Updating and managing your LinkedIn profile has become as important as updating your resume. Many of us joined this professional “social media” networking site several years ago. We connected online with business associates and colleagues. We continue to like it because it is exclusively business-focused compared to other social media outlets.
It is a mandatory online presence for all business professionals or executives who are in their career or pursuing a change of careers. It contains more than 180 million members from more than 200 countries and all executives from the Fortune 500 companies. Health system CIOs, who are technically well-informed, are expected to maintain an updated profile on LinkedIn. How does your profile look today?
I did a quick online check on about 25 prominent health system CIOs to see what their profiles look like. Here are my findings:
- Three of the 25 are not on LinkedIn at all
- Of the remaining 22:
- Four did not have a photo
- Five had casual or very poor quality photos
- Eight had short employment descriptions, no summaries or details
- Seven had 500+ connections, while others fell short on connections
- One had no group connections and others had some or many group connections
Why update your profile?
As a health system CIO, your LinkedIn profile is discoverable through searches. Any Google search will bring up your profile. Our Witt/Kieffer database has a LinkedIn tab for every person in our database. We review executives at client sites before each visit, and we screen candidates interested in a search opportunity. If we cannot find you on LinkedIn, we will consider that a “red flag.”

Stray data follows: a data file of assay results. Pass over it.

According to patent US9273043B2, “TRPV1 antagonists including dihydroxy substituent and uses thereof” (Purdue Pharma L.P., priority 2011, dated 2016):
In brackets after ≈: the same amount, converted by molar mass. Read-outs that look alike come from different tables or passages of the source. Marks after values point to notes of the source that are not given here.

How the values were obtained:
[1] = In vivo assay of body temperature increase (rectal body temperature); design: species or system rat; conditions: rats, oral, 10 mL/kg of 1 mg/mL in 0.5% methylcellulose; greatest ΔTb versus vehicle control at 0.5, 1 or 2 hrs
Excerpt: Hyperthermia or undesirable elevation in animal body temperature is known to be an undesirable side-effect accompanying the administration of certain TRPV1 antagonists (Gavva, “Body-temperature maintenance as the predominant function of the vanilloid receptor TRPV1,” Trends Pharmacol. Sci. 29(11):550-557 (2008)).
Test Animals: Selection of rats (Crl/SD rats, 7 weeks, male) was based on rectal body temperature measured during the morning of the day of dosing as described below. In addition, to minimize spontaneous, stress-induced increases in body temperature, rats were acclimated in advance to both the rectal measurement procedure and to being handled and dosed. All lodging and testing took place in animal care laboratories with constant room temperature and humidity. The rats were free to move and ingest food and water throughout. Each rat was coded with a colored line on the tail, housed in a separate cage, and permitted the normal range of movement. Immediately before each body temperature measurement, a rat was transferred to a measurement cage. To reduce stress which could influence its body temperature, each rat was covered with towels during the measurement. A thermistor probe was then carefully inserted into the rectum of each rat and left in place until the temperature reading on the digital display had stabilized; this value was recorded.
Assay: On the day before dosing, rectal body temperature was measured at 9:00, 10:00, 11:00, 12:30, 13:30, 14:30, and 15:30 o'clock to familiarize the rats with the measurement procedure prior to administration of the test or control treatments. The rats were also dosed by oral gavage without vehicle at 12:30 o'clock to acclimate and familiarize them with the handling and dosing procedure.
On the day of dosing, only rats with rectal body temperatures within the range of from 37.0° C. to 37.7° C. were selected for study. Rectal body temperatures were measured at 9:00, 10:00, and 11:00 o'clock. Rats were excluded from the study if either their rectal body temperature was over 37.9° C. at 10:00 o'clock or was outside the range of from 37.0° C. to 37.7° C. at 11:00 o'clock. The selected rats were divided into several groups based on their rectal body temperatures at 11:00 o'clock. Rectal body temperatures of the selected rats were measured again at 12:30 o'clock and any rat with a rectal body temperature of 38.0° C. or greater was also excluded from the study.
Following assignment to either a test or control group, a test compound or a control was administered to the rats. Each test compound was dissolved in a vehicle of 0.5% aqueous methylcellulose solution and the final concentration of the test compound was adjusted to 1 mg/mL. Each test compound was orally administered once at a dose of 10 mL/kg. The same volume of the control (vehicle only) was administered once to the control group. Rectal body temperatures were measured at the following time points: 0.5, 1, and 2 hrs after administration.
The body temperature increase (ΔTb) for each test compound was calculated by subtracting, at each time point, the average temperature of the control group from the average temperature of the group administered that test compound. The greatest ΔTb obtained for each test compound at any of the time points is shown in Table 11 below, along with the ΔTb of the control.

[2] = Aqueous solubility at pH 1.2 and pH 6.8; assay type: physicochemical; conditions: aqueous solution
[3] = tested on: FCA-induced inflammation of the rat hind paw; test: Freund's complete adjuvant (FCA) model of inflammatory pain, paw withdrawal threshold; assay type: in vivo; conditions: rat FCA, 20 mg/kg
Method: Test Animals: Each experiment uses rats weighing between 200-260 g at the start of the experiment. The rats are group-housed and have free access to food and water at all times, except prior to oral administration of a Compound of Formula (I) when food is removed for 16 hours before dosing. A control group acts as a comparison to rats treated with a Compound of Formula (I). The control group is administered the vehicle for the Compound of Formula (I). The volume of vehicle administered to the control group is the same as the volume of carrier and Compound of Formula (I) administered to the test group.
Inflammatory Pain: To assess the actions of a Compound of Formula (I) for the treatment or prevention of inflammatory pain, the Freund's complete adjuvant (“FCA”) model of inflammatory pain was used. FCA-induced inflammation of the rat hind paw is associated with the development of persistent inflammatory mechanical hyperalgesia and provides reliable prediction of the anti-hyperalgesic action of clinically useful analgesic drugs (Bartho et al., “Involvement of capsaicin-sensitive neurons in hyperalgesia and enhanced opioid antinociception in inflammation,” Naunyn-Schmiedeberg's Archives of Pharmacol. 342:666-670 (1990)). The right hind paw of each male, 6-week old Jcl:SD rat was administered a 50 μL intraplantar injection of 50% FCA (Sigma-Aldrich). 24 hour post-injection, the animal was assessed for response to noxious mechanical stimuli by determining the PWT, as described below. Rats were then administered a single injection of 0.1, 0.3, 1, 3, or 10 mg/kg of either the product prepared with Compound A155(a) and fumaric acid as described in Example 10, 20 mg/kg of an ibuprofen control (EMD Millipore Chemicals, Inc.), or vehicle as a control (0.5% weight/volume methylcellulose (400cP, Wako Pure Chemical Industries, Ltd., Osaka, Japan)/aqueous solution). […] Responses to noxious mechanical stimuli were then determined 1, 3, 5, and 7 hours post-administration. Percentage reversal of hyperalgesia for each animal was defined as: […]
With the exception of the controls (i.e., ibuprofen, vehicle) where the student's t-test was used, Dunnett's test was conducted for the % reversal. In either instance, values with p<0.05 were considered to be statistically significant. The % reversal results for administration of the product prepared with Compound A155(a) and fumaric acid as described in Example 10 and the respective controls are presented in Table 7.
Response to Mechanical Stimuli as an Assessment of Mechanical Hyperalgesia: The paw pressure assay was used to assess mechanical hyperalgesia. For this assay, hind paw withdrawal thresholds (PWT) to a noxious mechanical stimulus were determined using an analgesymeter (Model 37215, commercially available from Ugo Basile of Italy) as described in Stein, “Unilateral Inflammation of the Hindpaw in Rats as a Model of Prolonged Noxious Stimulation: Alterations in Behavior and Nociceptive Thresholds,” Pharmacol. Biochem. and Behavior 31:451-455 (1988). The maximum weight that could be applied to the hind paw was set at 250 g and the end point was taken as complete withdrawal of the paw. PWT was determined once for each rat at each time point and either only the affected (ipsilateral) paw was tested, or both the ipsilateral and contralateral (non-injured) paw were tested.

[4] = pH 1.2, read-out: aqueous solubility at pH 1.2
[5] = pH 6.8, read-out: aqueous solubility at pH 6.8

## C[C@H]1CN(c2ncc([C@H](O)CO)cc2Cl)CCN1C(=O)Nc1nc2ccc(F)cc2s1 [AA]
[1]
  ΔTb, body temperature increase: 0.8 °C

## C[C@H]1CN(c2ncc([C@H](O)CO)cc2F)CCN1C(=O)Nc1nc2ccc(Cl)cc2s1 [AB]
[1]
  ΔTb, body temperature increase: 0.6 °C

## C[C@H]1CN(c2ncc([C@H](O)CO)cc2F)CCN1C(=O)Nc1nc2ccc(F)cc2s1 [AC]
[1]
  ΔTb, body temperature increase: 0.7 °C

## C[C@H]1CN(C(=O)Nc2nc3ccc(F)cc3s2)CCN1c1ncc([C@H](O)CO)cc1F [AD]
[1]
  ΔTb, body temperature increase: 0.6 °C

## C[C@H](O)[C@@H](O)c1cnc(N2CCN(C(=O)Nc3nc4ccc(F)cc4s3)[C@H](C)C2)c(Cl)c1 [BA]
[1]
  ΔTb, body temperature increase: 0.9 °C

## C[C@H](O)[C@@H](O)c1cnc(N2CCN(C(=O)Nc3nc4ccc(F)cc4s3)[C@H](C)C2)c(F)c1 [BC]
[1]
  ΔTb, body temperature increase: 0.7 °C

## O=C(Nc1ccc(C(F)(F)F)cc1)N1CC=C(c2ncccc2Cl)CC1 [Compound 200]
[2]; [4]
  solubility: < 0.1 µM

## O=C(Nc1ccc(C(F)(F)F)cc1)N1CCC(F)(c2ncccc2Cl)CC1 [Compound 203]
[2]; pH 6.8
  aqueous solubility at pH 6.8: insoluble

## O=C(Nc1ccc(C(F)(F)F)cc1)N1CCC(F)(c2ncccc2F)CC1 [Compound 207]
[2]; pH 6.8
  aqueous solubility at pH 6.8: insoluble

Please use a professional photo in business attire for your profile. As I mentioned above, four CIOs did not have a photo on their LinkedIn profile, and I do not know why. The worst thing to do is have a casual or unprofessional photo on your profile, so no camping or holiday photos allowed.
The LinkedIn personal profile is your business presence. It is not necessary to upload your full resume to your LinkedIn account, but they should be consistent. Tell your unique work story; use the keywords that LinkedIn suggests to describe your professional experience and to outline your employers and titles.
It’s good to join several groups of like-minded peers, to participate in discussions, and to display the group logos on your profile page. This shows others that you are keeping professionally active and in touch with peers. You may wish to join groups for alumni associations and other interests that you feel reflect favorably upon your career profile.
Connections, privacy, and recommendations
In Part II, I will make suggestions to help you manage your connections, privacy, and recommendations.
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